A 63 year old woman is suing Kaiser Permanente on grounds that she was passed up for a promotion because of her age and race.
The woman is named Sharon Veazie. Veazie has worked for Kaiser since 1989 as a pathologist assistant. Her duties as a pathologist assistant cover all of those required of someone employed in the position above hers – a tissue technician. Although the work required of the two positions is similar, tissue technicians are required to have a more extensive educational background and make $4-$5 more dollars per hour.
Veazie does not currently meet the educational requirements to be a tissue technician, but there’s a catch: Kaiser has a history of promoting pathologist assistants to tissue technicians and giving them 18 months to meet the education requirements for the position. When two tissue technician positions opened up in Veazie’s area, she applied. As a Kaiser employee of 24 years who already did all of the work required of the position she was aiming for, she thought herself a great candidate. True, she did not meet the educational requirements of the position, but she figured she would be extended the same 18-month window to meet them just as others in her place were.
Not only was Veazie passed up for the position, but she was placed in charge of training the 22 year old recent college graduate who was hired in her place. Veazie was more than capable of performing the job of a tissue technician. She would not have been given the responsibility of training the new employee otherwise. She came to the conclusion that she was being discriminated against for either her age or her race.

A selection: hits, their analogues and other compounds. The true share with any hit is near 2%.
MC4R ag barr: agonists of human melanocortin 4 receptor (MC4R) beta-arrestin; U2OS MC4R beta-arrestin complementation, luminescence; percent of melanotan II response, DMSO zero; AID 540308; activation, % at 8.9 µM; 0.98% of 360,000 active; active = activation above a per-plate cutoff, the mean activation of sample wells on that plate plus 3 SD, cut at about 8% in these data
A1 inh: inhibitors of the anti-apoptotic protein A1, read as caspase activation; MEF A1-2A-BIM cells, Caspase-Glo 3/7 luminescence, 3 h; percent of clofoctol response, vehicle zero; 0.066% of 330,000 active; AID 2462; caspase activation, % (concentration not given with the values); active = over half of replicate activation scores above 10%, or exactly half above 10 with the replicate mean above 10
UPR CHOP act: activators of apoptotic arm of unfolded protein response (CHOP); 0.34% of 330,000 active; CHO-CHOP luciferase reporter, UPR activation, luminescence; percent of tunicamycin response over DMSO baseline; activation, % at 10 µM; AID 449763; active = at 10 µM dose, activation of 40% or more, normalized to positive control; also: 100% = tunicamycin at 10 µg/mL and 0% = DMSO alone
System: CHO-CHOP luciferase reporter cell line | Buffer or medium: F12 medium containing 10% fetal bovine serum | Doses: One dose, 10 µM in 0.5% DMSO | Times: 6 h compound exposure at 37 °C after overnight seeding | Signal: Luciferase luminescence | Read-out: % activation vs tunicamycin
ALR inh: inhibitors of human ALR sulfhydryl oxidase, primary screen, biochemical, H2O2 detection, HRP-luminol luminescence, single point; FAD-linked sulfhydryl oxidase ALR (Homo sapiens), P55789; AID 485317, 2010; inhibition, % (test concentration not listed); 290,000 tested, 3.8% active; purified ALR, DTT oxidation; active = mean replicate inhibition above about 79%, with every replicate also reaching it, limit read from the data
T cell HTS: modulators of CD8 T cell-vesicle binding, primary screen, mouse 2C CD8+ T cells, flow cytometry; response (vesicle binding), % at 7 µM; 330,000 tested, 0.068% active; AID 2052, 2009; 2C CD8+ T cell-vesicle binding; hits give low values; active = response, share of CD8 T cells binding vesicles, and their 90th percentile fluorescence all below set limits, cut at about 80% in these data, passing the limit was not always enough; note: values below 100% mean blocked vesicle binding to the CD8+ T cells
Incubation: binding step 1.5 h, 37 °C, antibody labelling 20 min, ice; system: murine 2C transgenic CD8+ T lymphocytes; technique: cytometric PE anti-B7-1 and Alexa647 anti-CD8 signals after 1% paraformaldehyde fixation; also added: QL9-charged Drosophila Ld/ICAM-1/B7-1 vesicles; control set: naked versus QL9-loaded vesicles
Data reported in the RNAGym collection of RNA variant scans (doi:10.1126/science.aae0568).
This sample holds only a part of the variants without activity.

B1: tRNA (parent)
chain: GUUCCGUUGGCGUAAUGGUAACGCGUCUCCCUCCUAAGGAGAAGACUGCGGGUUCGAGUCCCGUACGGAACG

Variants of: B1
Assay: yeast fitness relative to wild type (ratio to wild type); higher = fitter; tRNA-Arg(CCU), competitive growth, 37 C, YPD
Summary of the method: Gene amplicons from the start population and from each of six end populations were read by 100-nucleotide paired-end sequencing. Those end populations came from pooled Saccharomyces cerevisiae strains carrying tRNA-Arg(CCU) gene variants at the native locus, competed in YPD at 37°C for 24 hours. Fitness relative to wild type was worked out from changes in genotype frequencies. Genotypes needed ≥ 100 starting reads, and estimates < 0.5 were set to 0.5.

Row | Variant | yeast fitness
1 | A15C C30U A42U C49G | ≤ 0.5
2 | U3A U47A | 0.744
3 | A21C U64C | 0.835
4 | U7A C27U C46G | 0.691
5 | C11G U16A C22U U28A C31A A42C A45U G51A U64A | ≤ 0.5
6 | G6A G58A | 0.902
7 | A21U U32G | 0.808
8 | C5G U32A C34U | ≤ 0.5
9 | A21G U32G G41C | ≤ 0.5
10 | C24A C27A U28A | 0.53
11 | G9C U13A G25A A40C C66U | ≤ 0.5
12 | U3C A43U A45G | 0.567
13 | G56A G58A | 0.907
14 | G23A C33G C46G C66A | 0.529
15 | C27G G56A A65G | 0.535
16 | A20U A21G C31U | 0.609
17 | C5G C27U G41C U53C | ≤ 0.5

In accordance with California law, Veazie filed a discrimination complaint with the Equal Employment Opportunity Commission. Her complaint was approved, and a Right to Sue was issued to her. According to the lawsuit, her issues with discrimination at Kaiser reach back much further than being overlooked for a promotion. From the lawsuit:
"During the course of plaintiff's employment with defendant Kaiser, plaintiff was subjected to racial harassment by Defendant Kaiser, through persistent humiliating, offensive and derogatory remarks, devaluing her education background, ability, experience and promotional worth based on race. The harassment was sufficiently pervasive so as to alter the conditions of plaintiff's employment, creating an abusive and isolative working environment for plaintiff.”
Veazie seeks orders from the court to eliminate workplace discrimination at Kaiser as well as compensatory and punitive damages. According to the Equal Employment Opportunity Commission, over 90,000 discriminatory charges were filed nationwide in 2012.